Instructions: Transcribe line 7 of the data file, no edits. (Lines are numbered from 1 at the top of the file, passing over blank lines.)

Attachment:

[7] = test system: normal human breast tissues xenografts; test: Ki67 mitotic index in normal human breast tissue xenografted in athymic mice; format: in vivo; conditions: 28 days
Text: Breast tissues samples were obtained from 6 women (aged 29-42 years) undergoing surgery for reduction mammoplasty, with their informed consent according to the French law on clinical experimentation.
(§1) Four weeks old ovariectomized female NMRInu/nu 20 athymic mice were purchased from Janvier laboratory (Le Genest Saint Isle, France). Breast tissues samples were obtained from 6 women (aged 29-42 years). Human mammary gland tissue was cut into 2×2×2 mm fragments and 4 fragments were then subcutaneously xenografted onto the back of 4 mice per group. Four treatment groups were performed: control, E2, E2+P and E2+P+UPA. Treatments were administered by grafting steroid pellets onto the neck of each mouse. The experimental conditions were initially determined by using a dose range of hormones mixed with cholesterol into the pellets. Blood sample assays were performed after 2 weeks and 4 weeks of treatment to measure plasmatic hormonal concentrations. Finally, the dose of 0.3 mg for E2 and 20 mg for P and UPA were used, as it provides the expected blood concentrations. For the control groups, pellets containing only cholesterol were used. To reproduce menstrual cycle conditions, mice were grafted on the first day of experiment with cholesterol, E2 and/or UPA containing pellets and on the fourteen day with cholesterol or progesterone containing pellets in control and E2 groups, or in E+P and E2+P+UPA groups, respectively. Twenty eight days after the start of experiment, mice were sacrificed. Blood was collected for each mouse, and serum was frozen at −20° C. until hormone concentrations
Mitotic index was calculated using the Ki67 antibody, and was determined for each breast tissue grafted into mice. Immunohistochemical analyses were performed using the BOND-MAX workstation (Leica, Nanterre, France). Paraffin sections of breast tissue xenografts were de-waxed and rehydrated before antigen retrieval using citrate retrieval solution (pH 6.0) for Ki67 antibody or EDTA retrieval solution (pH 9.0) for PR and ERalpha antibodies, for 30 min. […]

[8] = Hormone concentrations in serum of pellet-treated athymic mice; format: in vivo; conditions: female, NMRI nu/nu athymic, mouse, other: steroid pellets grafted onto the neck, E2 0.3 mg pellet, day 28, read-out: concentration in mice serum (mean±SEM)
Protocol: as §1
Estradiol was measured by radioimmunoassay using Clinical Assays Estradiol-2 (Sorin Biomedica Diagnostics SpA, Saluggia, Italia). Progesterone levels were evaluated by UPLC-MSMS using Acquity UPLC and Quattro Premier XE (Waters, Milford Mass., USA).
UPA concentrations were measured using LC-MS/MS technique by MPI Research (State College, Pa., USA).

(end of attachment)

Estradiol was measured by radioimmunoassay using Clinical Assays Estradiol-2 (Sorin Biomedica Diagnostics SpA, Saluggia, Italia). Progesterone levels were evaluated by UPLC-MSMS using Acquity UPLC and Quattro Premier XE (Waters, Milford Mass., USA).